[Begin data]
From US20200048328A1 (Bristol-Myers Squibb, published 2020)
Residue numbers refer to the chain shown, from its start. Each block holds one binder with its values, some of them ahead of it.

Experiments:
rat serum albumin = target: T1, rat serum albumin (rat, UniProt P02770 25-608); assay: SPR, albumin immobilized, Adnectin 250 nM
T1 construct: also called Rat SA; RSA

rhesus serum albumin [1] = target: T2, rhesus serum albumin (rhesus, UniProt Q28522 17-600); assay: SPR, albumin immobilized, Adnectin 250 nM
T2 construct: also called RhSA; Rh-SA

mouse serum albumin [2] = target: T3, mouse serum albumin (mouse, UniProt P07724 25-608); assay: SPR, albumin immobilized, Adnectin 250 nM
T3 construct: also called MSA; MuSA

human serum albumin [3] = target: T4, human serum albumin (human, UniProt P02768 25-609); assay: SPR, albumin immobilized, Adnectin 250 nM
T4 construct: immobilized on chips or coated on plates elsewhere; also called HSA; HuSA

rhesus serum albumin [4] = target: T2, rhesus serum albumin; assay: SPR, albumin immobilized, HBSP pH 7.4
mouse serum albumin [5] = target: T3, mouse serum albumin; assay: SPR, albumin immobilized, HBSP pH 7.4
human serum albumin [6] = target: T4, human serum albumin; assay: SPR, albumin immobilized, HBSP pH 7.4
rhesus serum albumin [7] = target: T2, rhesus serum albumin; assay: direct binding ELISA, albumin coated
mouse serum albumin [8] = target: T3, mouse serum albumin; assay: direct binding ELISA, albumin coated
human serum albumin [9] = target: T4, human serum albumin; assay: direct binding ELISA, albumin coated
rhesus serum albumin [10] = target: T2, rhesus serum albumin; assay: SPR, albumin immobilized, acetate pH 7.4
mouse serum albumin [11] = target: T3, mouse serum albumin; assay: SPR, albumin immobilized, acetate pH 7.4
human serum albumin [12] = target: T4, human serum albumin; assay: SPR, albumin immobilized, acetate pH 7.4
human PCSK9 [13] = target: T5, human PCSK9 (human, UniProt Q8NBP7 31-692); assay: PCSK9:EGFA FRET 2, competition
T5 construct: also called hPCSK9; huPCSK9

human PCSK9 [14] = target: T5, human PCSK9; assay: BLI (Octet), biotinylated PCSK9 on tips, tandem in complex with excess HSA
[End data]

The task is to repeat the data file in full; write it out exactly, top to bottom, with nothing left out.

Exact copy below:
From US20200048328A1 (Bristol-Myers Squibb, published 2020)
Residue numbers refer to the chain shown, from its start. Each block holds one binder with its values, some of them ahead of it.

Experiments:
rat serum albumin = target: T1, rat serum albumin (rat, UniProt P02770 25-608); assay: SPR, albumin immobilized, Adnectin 250 nM
T1 construct: also called Rat SA; RSA

rhesus serum albumin [1] = target: T2, rhesus serum albumin (rhesus, UniProt Q28522 17-600); assay: SPR, albumin immobilized, Adnectin 250 nM
T2 construct: also called RhSA; Rh-SA

mouse serum albumin [2] = target: T3, mouse serum albumin (mouse, UniProt P07724 25-608); assay: SPR, albumin immobilized, Adnectin 250 nM
T3 construct: also called MSA; MuSA

human serum albumin [3] = target: T4, human serum albumin (human, UniProt P02768 25-609); assay: SPR, albumin immobilized, Adnectin 250 nM
T4 construct: immobilized on chips or coated on plates elsewhere; also called HSA; HuSA

rhesus serum albumin [4] = target: T2, rhesus serum albumin; assay: SPR, albumin immobilized, HBSP pH 7.4
mouse serum albumin [5] = target: T3, mouse serum albumin; assay: SPR, albumin immobilized, HBSP pH 7.4
human serum albumin [6] = target: T4, human serum albumin; assay: SPR, albumin immobilized, HBSP pH 7.4
rhesus serum albumin [7] = target: T2, rhesus serum albumin; assay: direct binding ELISA, albumin coated
mouse serum albumin [8] = target: T3, mouse serum albumin; assay: direct binding ELISA, albumin coated
human serum albumin [9] = target: T4, human serum albumin; assay: direct binding ELISA, albumin coated
rhesus serum albumin [10] = target: T2, rhesus serum albumin; assay: SPR, albumin immobilized, acetate pH 7.4
mouse serum albumin [11] = target: T3, mouse serum albumin; assay: SPR, albumin immobilized, acetate pH 7.4
human serum albumin [12] = target: T4, human serum albumin; assay: SPR, albumin immobilized, acetate pH 7.4
human PCSK9 [13] = target: T5, human PCSK9 (human, UniProt Q8NBP7 31-692); assay: PCSK9:EGFA FRET 2, competition
T5 construct: also called hPCSK9; huPCSK9

human PCSK9 [14] = target: T5, human PCSK9; assay: BLI (Octet), biotinylated PCSK9 on tips, tandem in complex with excess HSA